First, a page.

Of all of Earth's ecosystems, forests hold the greatest potential for removing CO2 from the atmosphere and sequestering its carbon, even without the boost provided by atmospheric CO2 enrichment. Modeling studies that incorporate the aerial fertilization effect of the ongoing rise in the air's CO2 content show that forests sequester considerably more carbon when growing in a CO2-enriched atmosphere than they do under ambient CO2 conditions.
Even in mature forests that are often assumed to be in a state of equilibrium is this likely to be so; for essentially no forests are in a truly carbon-steady state, as they all leach carbon into the soil profile from whence it eventually makes its way into rivers that flow to the sea, where it is ultimately buried. What is more, research has shown that the buildup of organic carbon in the soils that support the world's forests may go on for millennia.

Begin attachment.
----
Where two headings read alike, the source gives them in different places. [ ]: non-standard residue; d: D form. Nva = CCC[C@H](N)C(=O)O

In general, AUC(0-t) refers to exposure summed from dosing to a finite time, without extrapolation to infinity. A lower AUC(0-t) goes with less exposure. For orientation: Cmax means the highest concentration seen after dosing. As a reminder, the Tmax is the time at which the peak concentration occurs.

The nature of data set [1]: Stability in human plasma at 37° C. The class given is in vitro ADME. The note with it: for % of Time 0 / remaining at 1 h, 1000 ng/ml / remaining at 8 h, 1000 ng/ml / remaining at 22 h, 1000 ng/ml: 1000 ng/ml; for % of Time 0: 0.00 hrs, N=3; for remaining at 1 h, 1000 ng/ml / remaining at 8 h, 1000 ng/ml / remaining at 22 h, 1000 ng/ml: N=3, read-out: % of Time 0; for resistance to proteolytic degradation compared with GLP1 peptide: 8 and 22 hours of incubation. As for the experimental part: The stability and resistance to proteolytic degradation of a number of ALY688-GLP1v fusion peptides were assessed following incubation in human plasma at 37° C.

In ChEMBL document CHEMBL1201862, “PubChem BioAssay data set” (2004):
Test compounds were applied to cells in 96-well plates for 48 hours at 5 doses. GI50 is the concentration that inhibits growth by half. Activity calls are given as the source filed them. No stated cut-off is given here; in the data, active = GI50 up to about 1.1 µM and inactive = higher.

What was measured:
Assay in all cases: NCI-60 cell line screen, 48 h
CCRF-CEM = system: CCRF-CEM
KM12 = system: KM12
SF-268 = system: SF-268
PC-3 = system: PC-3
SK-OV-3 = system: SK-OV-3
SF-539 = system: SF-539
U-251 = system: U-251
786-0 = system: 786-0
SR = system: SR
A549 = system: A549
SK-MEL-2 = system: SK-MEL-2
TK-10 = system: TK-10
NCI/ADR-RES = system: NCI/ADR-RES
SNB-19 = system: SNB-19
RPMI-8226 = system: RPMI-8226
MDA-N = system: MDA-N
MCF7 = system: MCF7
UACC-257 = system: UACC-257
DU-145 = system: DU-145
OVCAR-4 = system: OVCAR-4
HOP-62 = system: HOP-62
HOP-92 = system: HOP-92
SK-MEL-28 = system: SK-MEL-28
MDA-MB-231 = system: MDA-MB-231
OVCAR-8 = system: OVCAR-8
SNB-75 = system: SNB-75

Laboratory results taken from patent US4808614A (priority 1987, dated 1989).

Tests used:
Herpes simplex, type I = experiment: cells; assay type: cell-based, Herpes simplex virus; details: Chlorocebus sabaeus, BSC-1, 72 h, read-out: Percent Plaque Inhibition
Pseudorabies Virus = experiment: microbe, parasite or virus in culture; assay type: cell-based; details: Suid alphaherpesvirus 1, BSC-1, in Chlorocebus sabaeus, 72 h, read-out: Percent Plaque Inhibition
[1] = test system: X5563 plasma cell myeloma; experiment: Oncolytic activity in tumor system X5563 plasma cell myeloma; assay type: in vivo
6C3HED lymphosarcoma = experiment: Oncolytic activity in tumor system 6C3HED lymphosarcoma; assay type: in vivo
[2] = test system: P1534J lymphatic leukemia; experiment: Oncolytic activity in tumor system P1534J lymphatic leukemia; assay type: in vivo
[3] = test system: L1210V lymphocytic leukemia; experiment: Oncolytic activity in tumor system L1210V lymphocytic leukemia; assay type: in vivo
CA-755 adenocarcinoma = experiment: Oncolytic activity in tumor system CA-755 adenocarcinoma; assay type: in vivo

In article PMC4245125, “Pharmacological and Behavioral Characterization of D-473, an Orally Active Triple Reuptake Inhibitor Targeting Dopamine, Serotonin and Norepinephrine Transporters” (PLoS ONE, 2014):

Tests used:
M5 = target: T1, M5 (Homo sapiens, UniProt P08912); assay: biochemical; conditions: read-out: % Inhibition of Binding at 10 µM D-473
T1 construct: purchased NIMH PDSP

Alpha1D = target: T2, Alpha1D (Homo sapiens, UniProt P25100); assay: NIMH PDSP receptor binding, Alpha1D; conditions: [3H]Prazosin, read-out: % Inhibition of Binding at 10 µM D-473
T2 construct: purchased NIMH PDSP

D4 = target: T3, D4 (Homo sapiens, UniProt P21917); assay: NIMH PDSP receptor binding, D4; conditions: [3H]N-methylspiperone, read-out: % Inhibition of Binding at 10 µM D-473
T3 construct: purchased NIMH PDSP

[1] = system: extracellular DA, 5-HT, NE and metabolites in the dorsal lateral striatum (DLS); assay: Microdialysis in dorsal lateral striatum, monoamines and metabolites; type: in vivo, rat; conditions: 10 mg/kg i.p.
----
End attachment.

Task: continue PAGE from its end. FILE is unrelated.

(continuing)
** For additional peer-reviewed scientific references and an in-depth discussion of the science supporting our position, please visit Climate Change Reconsidered: The Report of the Nongovernmental Planel on Climate Change (www.climatechangereconsidered.org), or CO2 Science (www.co2science.org).